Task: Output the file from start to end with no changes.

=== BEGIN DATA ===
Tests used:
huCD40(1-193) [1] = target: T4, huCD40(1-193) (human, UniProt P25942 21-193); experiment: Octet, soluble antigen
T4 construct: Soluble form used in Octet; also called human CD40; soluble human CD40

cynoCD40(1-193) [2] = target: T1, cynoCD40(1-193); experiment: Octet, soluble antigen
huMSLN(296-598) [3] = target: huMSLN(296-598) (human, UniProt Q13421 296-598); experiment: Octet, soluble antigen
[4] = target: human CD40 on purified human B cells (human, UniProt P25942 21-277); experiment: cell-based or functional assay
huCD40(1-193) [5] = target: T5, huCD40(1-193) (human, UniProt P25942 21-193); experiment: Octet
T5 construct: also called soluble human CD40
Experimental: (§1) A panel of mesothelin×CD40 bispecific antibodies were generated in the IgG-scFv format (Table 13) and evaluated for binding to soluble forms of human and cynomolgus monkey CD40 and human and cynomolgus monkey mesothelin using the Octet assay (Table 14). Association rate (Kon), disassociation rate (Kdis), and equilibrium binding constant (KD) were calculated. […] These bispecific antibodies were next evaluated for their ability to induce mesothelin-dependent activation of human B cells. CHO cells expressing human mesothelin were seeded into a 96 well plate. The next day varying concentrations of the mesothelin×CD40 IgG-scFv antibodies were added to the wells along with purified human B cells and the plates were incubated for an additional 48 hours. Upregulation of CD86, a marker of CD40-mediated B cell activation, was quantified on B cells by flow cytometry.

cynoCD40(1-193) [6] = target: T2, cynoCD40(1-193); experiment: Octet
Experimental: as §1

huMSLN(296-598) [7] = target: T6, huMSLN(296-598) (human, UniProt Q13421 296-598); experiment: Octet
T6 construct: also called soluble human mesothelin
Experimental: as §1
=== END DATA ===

Tests used:
huCD40(1-193) [1] = target: T4, huCD40(1-193) (human, UniProt P25942 21-193); experiment: Octet, soluble antigen
T4 construct: Soluble form used in Octet; also called human CD40; soluble human CD40

cynoCD40(1-193) [2] = target: T1, cynoCD40(1-193); experiment: Octet, soluble antigen
huMSLN(296-598) [3] = target: huMSLN(296-598) (human, UniProt Q13421 296-598); experiment: Octet, soluble antigen
[4] = target: human CD40 on purified human B cells (human, UniProt P25942 21-277); experiment: cell-based or functional assay
huCD40(1-193) [5] = target: T5, huCD40(1-193) (human, UniProt P25942 21-193); experiment: Octet
T5 construct: also called soluble human CD40
Experimental: (§1) A panel of mesothelin×CD40 bispecific antibodies were generated in the IgG-scFv format (Table 13) and evaluated for binding to soluble forms of human and cynomolgus monkey CD40 and human and cynomolgus monkey mesothelin using the Octet assay (Table 14). Association rate (Kon), disassociation rate (Kdis), and equilibrium binding constant (KD) were calculated. […] These bispecific antibodies were next evaluated for their ability to induce mesothelin-dependent activation of human B cells. CHO cells expressing human mesothelin were seeded into a 96 well plate. The next day varying concentrations of the mesothelin×CD40 IgG-scFv antibodies were added to the wells along with purified human B cells and the plates were incubated for an additional 48 hours. Upregulation of CD86, a marker of CD40-mediated B cell activation, was quantified on B cells by flow cytometry.

cynoCD40(1-193) [6] = target: T2, cynoCD40(1-193); experiment: Octet
Experimental: as §1

huMSLN(296-598) [7] = target: T6, huMSLN(296-598) (human, UniProt Q13421 296-598); experiment: Octet
T6 construct: also called soluble human mesothelin
Experimental: as §1